I said, "Who told you so great a lie, that I may kill him!"

He said, "It is no lie — you shall not know." Then he went home to his house.

Then came five men armed. We said, "Why come you thus armed?"

They said, "We are friends. You carry guns where we dwell, and we carry bows and arrows where you dwell." These attended me 7 or 8 days and nights. Then they, supposing it was a lie, were careless of their watch near two hours in the morning.

Then said I to our company, "Now is the time to run to Plimoth. Is there any compass to be found?"

They said, "None but those that belong to the ship."

I said, "They are too big. I have born no arms of defense this 7 or 8 days. Now if I take my arms, they will mistrust me."

They said, "The savages will pursue after you and kill you, and we will never see you again."
Then I took a hoe and went to the Long Swamp near by their houses and dug on the edge thereof as if I had been looking for groundnuts, but seeing no man, I went in and ran through it. Then looking round about me, I ran southward till three of the clock, but the snow being in many places, I was the more distressed because of my footprints. The sun being beclouded, I wandered, not knowing my way, but at the going down of the sun, it appeared red. Then hearing a great howling of wolves, I came to a river. The water being deep and cold and many rocks, I passed through with much ado. Then I was in great distress — faint for want of food, weary with running, fearing to make a fire because of them that pursued me. Then I came to a deep dell or hole, there being much wood fallen into it. Then I said in my thoughts, this is God’s providence that here I may make a fire. Then having made a fire, the stars began to appear and I saw Ursa Major and the polestar, but far and beclouded.

The day following, I began to travel, but being unable, I went back to the fire. At day’s fall the sun shined, and about three of the clock I carried on to that part of Plimoth Bay where there is a town of later time called Duxbery. Then passing the water on my left hand, I came to a brook and there was a path. Having but a short time to consider, and fearing to go beyond the plantation, I kept running in the path. Then crossing the James River, I said in my thoughts, now am I as a deer chased by the wolves. If I perish, what will be the condition of distressed Englishmen? Then finding a piece of a... (A brief passage here is so damaged as to be incoherent). I carried them under my arm, saying in my heart, God hath given me these two tokens for my comfort, that now he will give me my life for a prayer.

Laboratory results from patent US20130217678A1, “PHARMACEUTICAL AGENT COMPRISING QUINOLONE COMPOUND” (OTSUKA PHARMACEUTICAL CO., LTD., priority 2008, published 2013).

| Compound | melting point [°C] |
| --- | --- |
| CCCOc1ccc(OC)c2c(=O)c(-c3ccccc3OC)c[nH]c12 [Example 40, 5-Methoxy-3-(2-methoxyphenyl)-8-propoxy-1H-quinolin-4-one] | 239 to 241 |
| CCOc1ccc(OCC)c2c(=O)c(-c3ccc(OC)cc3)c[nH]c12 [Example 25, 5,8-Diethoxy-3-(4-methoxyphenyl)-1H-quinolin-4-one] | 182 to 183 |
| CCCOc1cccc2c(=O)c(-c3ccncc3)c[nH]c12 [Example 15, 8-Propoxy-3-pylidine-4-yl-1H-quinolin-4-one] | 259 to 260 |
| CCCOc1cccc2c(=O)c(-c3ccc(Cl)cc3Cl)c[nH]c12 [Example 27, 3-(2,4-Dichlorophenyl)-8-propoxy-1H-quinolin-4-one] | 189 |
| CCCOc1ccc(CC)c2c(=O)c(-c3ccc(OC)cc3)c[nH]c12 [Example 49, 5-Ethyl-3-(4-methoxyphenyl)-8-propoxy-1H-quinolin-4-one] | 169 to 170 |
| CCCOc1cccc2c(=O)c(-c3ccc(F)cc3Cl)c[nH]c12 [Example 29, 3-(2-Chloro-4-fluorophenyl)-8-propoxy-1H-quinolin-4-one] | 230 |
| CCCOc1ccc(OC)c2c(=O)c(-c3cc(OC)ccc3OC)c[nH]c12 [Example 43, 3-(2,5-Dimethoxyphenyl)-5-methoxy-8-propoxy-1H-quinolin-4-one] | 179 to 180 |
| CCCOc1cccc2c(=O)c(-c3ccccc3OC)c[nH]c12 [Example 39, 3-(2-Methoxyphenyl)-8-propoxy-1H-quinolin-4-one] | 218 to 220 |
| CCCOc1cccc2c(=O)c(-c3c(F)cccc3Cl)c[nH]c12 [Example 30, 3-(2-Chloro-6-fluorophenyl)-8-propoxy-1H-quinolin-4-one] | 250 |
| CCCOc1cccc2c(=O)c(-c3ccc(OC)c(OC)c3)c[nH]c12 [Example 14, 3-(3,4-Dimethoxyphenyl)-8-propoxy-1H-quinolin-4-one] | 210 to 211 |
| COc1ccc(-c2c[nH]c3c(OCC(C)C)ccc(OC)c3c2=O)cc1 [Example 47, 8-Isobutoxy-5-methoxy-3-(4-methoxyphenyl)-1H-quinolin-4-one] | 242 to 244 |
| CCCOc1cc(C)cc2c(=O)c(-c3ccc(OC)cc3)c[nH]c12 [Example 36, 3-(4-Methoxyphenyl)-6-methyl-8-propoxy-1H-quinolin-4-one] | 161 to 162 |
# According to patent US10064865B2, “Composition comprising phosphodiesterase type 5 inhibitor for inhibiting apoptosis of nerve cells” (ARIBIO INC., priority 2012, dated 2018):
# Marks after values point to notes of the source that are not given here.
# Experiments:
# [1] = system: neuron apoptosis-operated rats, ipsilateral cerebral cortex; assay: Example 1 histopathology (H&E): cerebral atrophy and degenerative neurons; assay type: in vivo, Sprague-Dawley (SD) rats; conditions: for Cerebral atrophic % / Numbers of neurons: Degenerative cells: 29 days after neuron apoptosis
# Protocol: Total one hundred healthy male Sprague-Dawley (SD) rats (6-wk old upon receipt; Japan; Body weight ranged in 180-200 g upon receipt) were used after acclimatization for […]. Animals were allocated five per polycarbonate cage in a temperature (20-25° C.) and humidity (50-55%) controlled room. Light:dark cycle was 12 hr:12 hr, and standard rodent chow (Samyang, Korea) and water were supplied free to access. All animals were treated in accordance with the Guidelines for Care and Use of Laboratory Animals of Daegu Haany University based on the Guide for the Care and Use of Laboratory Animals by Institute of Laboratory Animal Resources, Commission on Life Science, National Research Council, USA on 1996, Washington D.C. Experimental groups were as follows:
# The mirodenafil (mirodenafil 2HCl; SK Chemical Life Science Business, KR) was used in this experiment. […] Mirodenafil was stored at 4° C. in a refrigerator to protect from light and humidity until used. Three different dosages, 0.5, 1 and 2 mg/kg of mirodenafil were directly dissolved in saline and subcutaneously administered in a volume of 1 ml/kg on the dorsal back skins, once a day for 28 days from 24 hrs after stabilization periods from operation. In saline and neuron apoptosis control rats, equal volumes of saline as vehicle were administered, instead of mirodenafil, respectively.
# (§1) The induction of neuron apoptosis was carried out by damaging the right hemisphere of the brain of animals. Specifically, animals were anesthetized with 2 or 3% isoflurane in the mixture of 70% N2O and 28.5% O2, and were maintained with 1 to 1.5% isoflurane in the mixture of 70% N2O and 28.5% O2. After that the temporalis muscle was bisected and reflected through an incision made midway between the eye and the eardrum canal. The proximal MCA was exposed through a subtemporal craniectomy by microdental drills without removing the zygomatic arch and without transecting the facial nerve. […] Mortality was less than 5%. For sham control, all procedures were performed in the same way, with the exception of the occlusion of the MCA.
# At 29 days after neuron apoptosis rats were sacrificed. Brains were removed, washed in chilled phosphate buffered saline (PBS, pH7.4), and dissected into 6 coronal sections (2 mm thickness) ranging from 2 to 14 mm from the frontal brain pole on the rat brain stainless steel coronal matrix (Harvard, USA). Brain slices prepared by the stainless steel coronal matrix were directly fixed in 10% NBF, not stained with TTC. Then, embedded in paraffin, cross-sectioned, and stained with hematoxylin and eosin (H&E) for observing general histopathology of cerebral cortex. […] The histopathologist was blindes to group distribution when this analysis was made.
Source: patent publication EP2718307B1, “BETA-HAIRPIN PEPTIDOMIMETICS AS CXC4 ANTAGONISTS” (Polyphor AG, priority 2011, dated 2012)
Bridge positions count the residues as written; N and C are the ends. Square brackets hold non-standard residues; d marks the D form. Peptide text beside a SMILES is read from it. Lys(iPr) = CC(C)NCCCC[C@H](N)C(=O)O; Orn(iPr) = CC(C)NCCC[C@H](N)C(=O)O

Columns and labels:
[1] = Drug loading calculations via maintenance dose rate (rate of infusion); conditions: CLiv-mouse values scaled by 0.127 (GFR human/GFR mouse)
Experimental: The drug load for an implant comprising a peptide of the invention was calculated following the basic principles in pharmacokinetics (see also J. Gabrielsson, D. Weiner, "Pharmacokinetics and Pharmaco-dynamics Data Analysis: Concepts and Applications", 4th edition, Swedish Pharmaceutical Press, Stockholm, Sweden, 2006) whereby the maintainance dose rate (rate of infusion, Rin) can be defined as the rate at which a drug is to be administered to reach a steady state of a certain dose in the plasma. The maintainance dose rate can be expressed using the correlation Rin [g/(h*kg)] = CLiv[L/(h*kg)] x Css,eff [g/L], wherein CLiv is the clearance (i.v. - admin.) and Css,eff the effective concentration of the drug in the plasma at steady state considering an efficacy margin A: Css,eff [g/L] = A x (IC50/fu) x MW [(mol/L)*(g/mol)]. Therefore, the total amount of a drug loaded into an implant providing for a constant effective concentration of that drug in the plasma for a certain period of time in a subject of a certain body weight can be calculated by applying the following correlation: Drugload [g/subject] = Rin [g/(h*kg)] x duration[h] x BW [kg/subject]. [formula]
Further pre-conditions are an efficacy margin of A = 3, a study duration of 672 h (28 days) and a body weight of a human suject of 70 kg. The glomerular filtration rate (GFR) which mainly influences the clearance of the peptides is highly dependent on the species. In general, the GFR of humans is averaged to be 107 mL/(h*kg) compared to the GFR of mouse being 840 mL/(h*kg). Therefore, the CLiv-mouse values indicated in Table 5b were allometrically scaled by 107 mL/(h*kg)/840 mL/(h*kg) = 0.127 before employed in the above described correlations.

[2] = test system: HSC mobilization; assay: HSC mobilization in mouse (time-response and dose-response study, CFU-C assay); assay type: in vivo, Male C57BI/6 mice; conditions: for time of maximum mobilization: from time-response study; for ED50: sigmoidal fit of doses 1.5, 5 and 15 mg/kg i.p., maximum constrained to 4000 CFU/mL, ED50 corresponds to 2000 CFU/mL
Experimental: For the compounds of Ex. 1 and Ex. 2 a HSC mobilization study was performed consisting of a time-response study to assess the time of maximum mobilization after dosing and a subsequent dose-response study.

Then running down a hill, I saw an Englishman coming in the path before me. Then I sat down on a tree, and rising up to salute him, I said, "Mr. (John) Hamden, I am glad to see you alive!"

He said, "I am glad and full of wonder to see you alive! Let us sit down. I see you are weary."

I said, "Let us eat some parched corn."

Then he said, "I know the cause (why you are) come. Masasoit has sent word to the Governor to let him know that Abordikis and his confederates have contrived a plot hoping (to kill) all Englishmen in one day."

The next day, a young man named Hugh Stacye went forth to fell a tree, and saw two (Indians) rising from the ground. They said Abordikis had sent to the Governor that he might send men to truck for much beaver

(The short passage that follows is damaged to illegibility.)

Providence to us was great in those times, as appeareth after the time of the arrival of the first ship (the Mayflower) at Plimoth. The aforenamed Masasoit came to Plimoth and there made a covenant of peace. An Indian called Tisquantom came to them and spoke English. They asked him how he learned to speak English. He said that an Englishman called Capt. Hunt came into the harbor pretending to trade for beaver, and stole 24 men and their beaver, and carried and sold them in Spain. From thence with much ado he (Tisquantom) went into England, and from England with much ado he got to his own country. This man told Massasoit what wonders he had seen in England, and that if he could make the English his friends, then his enemies that were too strong for him would be constrained to bow to him. But since some that came in the first ship (the Mayflower) have recorded already that which concerned them, I leave it.